ST. PETERSBURG — After the failure of the city's first curbside recycling program, Mayor Bill Foster is now proposing that the city pay up to $72,000 a year to subsidize service with another disposal company.
The City Council will vote Thursday on a three-year contract with Waste Pro of Florida, which would keep a voluntary curbside program in the city through 2015.
The program, which would begin when 4,000 customers enroll, would cost residents $3.75 per month. That's more than the old service, which cost $2.75 per month, but less than the $4.50 Waste Pro would receive because the city will subsidize that rate by $0.75 per month per customer.
The subsidy will increase to $1 a month per customer if 6,000 households don't enroll in the first year.
The money would come from the city paying fewer dumping fees at the landfill, Foster said.
Some recycling proponents were upset to hear the program isn't mandatory like other programs in the region, where municipal governments include the monthly fee in utility bills.
"All of this could be alleviated with the city doing the work," said Ray Wunderlich III, who faults top city leaders for not pushing a mandatory program. "It takes political will. "
St. Petersburg residents, Foster said, don't want a mandatory program. "To institute that citywide, there's still not a big enough cry," he said. "It's not free. It would have to be paid for by customers."
Residents will get a separate bill for recycling, but the city and Waste Pro would work to synchronize recycling pickup days with the city's trash days, said Michael Connors, the city's public works administrator.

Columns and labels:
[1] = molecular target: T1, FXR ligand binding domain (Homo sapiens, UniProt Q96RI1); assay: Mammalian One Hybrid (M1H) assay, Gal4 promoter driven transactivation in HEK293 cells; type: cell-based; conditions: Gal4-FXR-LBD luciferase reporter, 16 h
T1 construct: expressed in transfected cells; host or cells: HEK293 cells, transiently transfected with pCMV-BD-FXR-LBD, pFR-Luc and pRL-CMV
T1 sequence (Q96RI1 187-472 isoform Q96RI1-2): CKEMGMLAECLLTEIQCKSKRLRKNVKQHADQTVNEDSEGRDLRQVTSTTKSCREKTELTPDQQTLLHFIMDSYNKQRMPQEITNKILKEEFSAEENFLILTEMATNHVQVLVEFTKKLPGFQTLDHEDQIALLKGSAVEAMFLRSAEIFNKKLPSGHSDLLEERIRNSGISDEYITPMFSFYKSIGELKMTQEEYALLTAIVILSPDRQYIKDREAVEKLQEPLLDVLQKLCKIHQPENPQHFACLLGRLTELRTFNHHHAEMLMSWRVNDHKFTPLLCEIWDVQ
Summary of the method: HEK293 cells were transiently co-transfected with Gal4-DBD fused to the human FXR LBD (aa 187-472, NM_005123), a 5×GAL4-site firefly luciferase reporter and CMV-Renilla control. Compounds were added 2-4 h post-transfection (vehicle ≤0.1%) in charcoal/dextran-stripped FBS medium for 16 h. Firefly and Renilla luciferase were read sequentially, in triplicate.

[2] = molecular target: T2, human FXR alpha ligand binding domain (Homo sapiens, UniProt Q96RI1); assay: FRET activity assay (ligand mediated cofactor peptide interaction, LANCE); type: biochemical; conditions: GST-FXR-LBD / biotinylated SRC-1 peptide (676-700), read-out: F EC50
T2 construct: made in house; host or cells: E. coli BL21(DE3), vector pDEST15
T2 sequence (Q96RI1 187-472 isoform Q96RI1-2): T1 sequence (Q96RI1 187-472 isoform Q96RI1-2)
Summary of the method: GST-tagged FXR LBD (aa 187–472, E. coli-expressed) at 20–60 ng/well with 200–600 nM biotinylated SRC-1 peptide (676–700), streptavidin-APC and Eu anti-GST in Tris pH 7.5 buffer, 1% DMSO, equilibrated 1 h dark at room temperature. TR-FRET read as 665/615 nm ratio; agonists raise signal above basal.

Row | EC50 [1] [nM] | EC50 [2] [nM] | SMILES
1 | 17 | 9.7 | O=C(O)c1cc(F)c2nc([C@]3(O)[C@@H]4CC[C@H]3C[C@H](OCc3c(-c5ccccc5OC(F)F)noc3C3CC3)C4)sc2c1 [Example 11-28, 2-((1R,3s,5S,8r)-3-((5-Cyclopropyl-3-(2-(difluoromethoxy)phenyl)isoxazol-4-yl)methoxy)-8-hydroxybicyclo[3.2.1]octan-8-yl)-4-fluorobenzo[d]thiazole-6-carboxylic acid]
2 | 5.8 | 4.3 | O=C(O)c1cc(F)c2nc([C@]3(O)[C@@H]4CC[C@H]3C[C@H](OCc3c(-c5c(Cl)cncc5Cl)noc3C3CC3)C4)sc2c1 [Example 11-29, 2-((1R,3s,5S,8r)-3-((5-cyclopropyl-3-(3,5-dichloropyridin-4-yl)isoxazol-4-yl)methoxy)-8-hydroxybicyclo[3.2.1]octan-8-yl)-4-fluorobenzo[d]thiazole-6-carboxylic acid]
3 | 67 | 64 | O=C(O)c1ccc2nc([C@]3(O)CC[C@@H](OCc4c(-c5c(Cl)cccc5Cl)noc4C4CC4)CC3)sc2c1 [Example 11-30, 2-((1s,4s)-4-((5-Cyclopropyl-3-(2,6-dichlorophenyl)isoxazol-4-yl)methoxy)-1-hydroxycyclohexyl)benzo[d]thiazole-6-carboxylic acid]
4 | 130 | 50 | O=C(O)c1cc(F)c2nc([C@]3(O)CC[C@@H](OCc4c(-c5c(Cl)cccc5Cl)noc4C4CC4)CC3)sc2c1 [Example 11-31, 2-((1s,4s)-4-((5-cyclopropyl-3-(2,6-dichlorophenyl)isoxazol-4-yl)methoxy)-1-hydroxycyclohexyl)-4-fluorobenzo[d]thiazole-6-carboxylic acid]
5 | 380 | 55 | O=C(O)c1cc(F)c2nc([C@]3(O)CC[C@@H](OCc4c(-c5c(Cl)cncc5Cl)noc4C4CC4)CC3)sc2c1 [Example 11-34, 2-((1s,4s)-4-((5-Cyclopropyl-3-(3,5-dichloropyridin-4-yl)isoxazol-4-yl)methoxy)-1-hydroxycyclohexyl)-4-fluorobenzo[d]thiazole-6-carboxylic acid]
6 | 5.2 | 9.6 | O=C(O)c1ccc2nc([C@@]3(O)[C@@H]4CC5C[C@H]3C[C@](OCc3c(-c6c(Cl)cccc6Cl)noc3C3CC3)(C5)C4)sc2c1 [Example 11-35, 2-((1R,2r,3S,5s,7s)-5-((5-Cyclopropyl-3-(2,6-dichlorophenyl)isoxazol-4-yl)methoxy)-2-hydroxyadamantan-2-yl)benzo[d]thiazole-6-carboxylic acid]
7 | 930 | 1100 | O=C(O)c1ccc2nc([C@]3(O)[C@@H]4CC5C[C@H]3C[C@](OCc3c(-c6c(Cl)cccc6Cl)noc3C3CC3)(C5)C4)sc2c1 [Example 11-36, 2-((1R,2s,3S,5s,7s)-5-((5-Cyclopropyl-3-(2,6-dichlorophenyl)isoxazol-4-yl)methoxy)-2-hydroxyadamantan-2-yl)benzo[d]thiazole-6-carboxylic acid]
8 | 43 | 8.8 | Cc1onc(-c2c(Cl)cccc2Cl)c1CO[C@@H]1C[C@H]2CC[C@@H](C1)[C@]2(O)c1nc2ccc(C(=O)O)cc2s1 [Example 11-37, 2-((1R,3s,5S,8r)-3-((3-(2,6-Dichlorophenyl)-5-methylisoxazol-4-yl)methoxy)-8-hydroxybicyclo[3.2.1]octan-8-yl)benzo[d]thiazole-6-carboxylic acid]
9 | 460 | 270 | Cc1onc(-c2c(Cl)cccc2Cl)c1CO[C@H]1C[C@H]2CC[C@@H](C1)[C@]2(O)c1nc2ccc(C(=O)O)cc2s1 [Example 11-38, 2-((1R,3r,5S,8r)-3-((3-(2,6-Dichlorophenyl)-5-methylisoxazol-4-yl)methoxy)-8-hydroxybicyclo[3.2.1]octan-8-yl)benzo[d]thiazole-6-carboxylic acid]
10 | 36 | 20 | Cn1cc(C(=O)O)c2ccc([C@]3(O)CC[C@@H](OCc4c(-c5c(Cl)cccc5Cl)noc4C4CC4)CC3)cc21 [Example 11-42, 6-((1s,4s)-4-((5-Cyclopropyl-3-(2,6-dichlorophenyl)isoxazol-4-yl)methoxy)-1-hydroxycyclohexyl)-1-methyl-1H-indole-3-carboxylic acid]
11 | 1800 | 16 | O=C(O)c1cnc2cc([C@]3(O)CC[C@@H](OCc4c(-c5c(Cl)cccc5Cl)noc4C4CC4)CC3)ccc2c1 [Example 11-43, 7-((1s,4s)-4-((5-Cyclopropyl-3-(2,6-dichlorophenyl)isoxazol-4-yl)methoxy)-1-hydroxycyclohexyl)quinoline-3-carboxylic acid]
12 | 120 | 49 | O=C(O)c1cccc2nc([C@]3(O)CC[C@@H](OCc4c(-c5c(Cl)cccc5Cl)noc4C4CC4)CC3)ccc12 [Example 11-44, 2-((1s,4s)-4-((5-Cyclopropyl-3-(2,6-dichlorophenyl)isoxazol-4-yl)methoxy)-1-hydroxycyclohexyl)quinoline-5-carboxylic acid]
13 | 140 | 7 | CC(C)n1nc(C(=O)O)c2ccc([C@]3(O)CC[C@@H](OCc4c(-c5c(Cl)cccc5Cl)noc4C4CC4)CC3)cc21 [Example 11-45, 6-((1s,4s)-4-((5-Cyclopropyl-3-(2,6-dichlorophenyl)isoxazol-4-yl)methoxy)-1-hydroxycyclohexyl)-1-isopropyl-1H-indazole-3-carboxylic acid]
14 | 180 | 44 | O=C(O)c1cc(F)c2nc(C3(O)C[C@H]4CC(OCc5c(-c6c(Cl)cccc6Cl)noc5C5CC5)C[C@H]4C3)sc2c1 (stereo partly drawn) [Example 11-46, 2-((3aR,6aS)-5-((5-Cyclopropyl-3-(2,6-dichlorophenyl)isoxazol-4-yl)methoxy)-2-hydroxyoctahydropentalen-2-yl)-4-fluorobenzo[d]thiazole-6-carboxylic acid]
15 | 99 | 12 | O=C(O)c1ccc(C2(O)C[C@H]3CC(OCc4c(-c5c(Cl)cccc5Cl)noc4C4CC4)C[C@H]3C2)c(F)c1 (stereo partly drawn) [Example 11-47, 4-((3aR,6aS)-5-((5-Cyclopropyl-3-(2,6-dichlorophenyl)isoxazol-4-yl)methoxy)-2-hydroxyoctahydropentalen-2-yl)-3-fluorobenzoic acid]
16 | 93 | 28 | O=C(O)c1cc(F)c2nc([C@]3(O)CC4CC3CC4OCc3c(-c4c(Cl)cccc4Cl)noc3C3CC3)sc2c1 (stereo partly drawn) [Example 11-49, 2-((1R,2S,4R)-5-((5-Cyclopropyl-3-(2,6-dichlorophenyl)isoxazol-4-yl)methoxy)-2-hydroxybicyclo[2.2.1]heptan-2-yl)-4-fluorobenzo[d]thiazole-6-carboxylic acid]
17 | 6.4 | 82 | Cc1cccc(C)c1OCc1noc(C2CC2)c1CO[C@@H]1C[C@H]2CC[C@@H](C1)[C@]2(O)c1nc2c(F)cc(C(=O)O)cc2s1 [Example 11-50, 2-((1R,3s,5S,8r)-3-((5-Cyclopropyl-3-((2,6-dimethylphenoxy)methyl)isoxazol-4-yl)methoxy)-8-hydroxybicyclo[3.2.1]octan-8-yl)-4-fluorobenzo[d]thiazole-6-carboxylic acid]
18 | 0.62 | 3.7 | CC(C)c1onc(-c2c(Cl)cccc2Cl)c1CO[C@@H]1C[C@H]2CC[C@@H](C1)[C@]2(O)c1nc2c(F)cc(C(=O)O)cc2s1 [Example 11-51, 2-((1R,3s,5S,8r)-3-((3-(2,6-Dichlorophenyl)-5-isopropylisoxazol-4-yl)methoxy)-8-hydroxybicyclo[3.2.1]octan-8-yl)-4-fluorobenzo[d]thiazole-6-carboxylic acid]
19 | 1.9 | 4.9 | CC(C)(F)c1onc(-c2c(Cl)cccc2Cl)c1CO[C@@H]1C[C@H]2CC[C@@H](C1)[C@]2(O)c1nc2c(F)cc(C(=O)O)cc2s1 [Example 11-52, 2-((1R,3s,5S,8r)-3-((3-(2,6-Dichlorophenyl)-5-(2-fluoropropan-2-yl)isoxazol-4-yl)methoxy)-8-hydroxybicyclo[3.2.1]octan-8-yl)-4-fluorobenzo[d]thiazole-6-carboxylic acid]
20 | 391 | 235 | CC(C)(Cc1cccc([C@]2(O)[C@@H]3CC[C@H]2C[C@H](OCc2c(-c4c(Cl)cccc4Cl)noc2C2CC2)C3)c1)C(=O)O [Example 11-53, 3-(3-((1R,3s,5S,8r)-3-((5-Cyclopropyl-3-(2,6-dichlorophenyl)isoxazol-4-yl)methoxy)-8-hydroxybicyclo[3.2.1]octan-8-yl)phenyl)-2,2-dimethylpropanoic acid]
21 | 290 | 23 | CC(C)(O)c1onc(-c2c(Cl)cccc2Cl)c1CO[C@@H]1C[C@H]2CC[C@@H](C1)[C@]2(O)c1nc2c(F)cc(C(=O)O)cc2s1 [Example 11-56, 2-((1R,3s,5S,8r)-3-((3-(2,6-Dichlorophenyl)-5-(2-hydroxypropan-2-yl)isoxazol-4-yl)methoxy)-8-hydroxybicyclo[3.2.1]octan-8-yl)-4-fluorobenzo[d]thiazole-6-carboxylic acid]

Curbside recycling lagged far below expectations despite the initial public clamor when Waste Services of Florida Inc. started the service in 2010. Only 7,249 out of 76,290 homes use the service, which will end this fall.
WSI had told city leaders it would need 8,000 paying subscribers to justify renewing its contract. The company had hoped to sign up three times as many households willing to pay $33 a year for curbside recycling.
Council member Steve Kornell, who enrolled in the original recycling program, said he will vote for the new contract since it's better than not having a program. He says a mandatory program is crucial, not just another voluntary service.
"Some subsidy is fine," Kornell said. "This is about being a knee-jerk reaction. We haven't given it a serious discussion."
He is baffled that more residents don't use the curbside service and said they might be against paying another fee, adding: "There's a lot of people not recycling at all."
But the numbers show St. Petersburg residents are a recycling bunch, they just didn't embrace curbside.
The city's 16 free dropoff centers — which residents, businesses and nonresidents pay nothing to use — collected nearly 4,481 tons of refuse in 2011, twice the amount that WSI recycled via curbside service.
St. Petersburg lags behind Florida's other major cities and falls short in terms of practicing the economic and sustainable values of a green city, said Darden Rice, the group's president.
"The bottom line is that subscription-based curbside recycling efforts is a half measure," she said. "It is time for St. Pete to approach this issue with innovation and ideas instead of half-steps and excuses."
Mark Puente can be reached at email@example.com or (727) 893-8459. Follow him at Twitter at twitter.com/markpuente.